Cookie Consent

By clicking “Accept”, you agree to the storing of cookies on your device to enhance site navigation, analyze site usage, and assist in our marketing efforts. View our Privacy Policy for more information.

Triathlon Bike Gear Essentials

Taren Gesell

You’ve been working hard training for your first triathlon and are looking at how you can optimize your bike gear without breaking the bank. Or you might just have started looking at triathlon bike training and considering what you need to buy now, or later. Either way, we have a triathlon bike gear essential guide, where you can find out what are the required purchases, what’s a bonus and what is really a luxury item.

Bike and bike related purchases can be equally fun and stressful. Yes, you can spend tens of thousands of dollars on a tri bike or on bike gear, but you don’t have to! In order to perform well in a triathlon, if you’re following a good triathlon bike training plan and you upgrade your bike a little, or buy a few well considered items, you’ll nail it without breaking the bank.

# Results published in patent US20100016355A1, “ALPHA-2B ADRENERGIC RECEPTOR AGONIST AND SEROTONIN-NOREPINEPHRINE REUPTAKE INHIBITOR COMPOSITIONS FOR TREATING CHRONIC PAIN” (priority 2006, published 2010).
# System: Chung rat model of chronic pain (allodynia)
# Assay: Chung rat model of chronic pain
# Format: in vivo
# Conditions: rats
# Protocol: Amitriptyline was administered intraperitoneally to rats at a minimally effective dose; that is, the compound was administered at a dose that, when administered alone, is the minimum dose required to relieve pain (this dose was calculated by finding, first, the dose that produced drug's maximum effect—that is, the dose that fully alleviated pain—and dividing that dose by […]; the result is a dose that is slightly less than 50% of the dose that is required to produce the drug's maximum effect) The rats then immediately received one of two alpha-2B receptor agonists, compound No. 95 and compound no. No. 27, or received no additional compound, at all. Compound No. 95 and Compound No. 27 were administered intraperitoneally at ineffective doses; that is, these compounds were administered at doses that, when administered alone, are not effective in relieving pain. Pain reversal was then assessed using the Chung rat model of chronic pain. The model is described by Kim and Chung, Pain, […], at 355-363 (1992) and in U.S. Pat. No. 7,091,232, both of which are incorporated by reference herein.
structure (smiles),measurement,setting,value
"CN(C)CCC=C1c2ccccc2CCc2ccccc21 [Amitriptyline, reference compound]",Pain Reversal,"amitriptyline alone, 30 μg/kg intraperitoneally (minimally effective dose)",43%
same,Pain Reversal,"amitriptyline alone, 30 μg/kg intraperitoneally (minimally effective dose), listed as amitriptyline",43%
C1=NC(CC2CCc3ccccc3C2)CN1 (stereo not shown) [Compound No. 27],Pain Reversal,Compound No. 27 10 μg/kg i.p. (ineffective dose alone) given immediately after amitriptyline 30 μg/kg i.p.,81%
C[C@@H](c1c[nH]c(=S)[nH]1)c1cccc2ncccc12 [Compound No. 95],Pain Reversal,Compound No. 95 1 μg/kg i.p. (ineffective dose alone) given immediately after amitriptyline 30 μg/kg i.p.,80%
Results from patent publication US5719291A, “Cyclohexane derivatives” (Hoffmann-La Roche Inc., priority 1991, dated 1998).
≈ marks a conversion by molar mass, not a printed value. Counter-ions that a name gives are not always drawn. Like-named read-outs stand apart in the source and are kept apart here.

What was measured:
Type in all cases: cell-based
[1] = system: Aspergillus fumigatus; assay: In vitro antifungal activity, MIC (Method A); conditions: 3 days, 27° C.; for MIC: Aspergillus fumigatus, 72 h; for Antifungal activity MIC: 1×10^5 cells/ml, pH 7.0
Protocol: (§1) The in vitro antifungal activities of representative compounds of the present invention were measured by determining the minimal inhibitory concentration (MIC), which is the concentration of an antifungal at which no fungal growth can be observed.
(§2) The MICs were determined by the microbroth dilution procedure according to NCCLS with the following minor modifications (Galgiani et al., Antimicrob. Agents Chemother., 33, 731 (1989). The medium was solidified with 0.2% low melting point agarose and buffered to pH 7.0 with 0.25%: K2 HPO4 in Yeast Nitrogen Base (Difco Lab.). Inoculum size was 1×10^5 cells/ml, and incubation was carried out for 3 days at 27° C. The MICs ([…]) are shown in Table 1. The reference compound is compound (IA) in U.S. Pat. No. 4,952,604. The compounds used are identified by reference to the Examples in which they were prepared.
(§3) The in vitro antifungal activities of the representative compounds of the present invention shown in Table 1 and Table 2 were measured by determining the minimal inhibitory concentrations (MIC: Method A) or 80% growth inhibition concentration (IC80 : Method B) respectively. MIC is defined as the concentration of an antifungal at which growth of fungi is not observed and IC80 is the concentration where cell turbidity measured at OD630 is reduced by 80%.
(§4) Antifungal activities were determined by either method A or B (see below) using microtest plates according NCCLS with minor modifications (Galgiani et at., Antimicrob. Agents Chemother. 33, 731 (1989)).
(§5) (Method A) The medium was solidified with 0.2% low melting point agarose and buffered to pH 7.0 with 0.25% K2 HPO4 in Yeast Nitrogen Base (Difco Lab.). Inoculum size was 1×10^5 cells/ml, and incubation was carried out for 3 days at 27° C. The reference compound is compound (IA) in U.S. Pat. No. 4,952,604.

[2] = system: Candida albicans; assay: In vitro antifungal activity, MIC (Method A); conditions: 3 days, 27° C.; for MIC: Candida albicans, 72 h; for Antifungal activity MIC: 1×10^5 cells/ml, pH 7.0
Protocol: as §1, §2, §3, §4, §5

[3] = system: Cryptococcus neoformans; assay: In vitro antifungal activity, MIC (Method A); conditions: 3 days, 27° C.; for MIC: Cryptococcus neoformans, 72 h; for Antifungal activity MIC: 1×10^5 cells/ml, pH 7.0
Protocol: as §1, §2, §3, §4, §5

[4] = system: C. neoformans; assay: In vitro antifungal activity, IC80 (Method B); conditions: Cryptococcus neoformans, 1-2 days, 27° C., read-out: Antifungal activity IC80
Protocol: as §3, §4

In this article, we’ll cover the must-haves, the nice-to-haves and the downright luxuries of bike gear:

  • Basic purchases: the bike and its key upgrades such as aero bars, clip-in pedals and bike shoes, a bike fit and a fitted tri suit;
  • Bonus purchases: aero helmets and cleaning up your bike;
  • Next-level items you could buy eventually: heart rate monitors, power meters, tri bikes… and so much more.

Essential Bike Gear for Your First Triathlon